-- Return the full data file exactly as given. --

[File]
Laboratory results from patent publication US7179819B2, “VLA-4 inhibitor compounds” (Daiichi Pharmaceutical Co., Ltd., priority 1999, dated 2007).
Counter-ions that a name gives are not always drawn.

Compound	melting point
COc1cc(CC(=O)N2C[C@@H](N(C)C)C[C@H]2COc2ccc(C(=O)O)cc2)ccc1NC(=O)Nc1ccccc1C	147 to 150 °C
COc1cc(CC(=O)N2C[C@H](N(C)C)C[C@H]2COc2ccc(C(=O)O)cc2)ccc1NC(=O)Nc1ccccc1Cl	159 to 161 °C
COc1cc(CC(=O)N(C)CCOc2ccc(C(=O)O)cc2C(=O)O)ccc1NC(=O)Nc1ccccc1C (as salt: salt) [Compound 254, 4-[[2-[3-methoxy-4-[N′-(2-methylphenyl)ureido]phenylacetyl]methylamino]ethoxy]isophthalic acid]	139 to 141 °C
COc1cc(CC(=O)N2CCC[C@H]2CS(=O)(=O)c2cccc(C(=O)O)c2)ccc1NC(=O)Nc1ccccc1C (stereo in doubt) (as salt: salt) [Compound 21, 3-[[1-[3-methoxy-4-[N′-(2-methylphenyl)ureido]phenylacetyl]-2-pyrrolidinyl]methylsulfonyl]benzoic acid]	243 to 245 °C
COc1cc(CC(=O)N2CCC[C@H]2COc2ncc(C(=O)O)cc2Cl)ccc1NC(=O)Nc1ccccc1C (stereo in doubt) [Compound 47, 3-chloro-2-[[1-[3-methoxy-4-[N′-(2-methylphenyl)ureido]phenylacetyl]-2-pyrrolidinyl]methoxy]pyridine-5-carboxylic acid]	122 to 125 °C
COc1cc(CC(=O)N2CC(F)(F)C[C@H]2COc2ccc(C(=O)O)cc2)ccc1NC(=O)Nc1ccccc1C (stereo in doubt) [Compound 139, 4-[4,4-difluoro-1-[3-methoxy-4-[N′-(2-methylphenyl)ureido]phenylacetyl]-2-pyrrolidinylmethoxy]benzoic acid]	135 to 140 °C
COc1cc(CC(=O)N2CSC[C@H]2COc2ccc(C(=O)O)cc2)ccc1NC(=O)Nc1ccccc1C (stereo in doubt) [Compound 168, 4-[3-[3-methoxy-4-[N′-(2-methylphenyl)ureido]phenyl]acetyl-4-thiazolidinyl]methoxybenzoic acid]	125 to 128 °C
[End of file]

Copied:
Laboratory results from patent publication US7179819B2, “VLA-4 inhibitor compounds” (Daiichi Pharmaceutical Co., Ltd., priority 1999, dated 2007).
Counter-ions that a name gives are not always drawn.

Compound	melting point
COc1cc(CC(=O)N2C[C@@H](N(C)C)C[C@H]2COc2ccc(C(=O)O)cc2)ccc1NC(=O)Nc1ccccc1C	147 to 150 °C
COc1cc(CC(=O)N2C[C@H](N(C)C)C[C@H]2COc2ccc(C(=O)O)cc2)ccc1NC(=O)Nc1ccccc1Cl	159 to 161 °C
COc1cc(CC(=O)N(C)CCOc2ccc(C(=O)O)cc2C(=O)O)ccc1NC(=O)Nc1ccccc1C (as salt: salt) [Compound 254, 4-[[2-[3-methoxy-4-[N′-(2-methylphenyl)ureido]phenylacetyl]methylamino]ethoxy]isophthalic acid]	139 to 141 °C
COc1cc(CC(=O)N2CCC[C@H]2CS(=O)(=O)c2cccc(C(=O)O)c2)ccc1NC(=O)Nc1ccccc1C (stereo in doubt) (as salt: salt) [Compound 21, 3-[[1-[3-methoxy-4-[N′-(2-methylphenyl)ureido]phenylacetyl]-2-pyrrolidinyl]methylsulfonyl]benzoic acid]	243 to 245 °C
COc1cc(CC(=O)N2CCC[C@H]2COc2ncc(C(=O)O)cc2Cl)ccc1NC(=O)Nc1ccccc1C (stereo in doubt) [Compound 47, 3-chloro-2-[[1-[3-methoxy-4-[N′-(2-methylphenyl)ureido]phenylacetyl]-2-pyrrolidinyl]methoxy]pyridine-5-carboxylic acid]	122 to 125 °C
COc1cc(CC(=O)N2CC(F)(F)C[C@H]2COc2ccc(C(=O)O)cc2)ccc1NC(=O)Nc1ccccc1C (stereo in doubt) [Compound 139, 4-[4,4-difluoro-1-[3-methoxy-4-[N′-(2-methylphenyl)ureido]phenylacetyl]-2-pyrrolidinylmethoxy]benzoic acid]	135 to 140 °C
COc1cc(CC(=O)N2CSC[C@H]2COc2ccc(C(=O)O)cc2)ccc1NC(=O)Nc1ccccc1C (stereo in doubt) [Compound 168, 4-[3-[3-methoxy-4-[N′-(2-methylphenyl)ureido]phenyl]acetyl-4-thiazolidinyl]methoxybenzoic acid]	125 to 128 °C